The game reached a point where the final score mattered little compared to what was being accomplished on the floor.
For the record, No. 5 Mountain Pointe handled No. 12 Skyline easily, 88-56, on Tuesday in the first round of the 6A Conference playoffs.
The Pride blew open a competitive game with a 32-point third quarter to take any suspense about the outcome, but not the significance of what the Coyotes were doing until the final buzzer.
Skyline played in its first state playoff game in program history. The players on the court throughout the game were underclassmen. Every minute of the game meant additional experience for a program on the rise.
“We’re young,” third-year coach James Capriotti said. “This year we lived and died with our two shooters. We got cold and that’s going to happen. To beat Mountain Pointe you have to play perfect. If you turn the ball over and miss layups it goes from a tie game to a nine-point game in a hurry.
“We don’t have our heads down. These kids have set the program up for success as we go forward. We are not the Skyline of old anymore.”
That certainly wasn’t the case in the first quarter when the Coyotes (14-13) built a 17-11 lead on the shooting of freshman Patrick Herrera and senior Ethan Wallace before settling on a 22-20 advantage after one.
Then the fifth-ranked Pride (24-3) settled in as Khalid Price took over with a 17-point quarter including five 3-pointers as Mountain Pointe went into halftime with a 10-point lead.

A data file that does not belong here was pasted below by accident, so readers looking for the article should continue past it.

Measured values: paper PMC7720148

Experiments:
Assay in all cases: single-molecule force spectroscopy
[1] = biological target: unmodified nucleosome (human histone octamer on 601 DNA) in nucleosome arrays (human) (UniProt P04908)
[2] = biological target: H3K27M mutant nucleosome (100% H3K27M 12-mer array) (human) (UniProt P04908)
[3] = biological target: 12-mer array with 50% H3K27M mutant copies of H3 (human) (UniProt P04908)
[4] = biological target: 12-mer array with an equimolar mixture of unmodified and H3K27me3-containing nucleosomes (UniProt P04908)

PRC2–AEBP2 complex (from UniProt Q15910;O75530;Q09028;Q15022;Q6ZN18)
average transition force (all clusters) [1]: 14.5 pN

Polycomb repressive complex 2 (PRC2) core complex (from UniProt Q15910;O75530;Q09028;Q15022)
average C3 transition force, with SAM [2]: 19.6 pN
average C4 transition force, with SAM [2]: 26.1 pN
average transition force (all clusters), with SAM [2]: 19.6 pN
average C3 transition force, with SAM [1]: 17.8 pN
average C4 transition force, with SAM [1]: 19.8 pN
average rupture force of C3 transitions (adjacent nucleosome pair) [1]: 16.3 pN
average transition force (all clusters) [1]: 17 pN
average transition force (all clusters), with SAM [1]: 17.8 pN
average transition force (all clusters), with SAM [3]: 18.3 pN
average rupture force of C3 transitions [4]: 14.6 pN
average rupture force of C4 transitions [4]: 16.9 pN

The way the half ended didn’t help Skyline’s cause, either.
The Pride held the ball for the last minute-and-half and Skyline didn’t engage them defensively, so no five-second call was started. The Skyline crowd started getting restless and the Pride side followed suit.
With eight seconds left, the Pride offense was set in motion. A 3-point attempt was blocked but the Pride got a putback buzzer beater for the 10-point advantage.
“We were good with eight points and getting the ball to start the second half,” Capriotti said. “We played good D, got the block but they got the loose ball and the basket.”
It was a bit disheartening for a young team, but not a knockout blow by any means.
“That hurt a little bit going into halftime, but we were fine in the locker room and were ready to come back out,” Herrera said. “We’re trying to figure out our way, being the first time in the playoffs. We battled but it is hard going against a team that big. They have a lot of good players.”
Skyline will take all it accomplished this year – a winning record, winning a play-in game on the road, qualifying for the playoffs – and use it as a foundation for building the program to new heights.
“It built a hunger inside us,” said Dayton Harris, who is Capriotti’s stepson and Hamilton coach Doug Harris’ son. “We will be back, and we will be better.”
Capriotti seconded that sentiment after seeing the program begin to change over the summer.
“At the end of this summer I started to see the kids buy in,” he said. “We had a freshman step up and we rode him, but there are no superstars. It is just going to get better and lot of good things will be coming out of Skyline in the years to come.”
– Jason P. Skoda is a senior writer for MyNewsMesa.com. Send Mesa-based story ideas to email@example.com.
Mountain Pointe 88, Skyline 56
Sky 22 9 17 8-56
MP 20 21 32 13-88
Skyline (14-13) – Jackson 2-4-8, Harris 4-2-10, Herrera 5-0-14, Moore 2-0-4, Wallace 7-0-16. TOTALS: 20-6-56.
Mountain Pointe (24-3) – Henry 4-0-8, Price 9-0-24, Cash 4-0-11, Hunter 2-0-4, Thomas 1-0-2, LaBrarche 2-2-6, Pate 5-0-15, Graham 7-0-14. TOTALS: 34-2-88.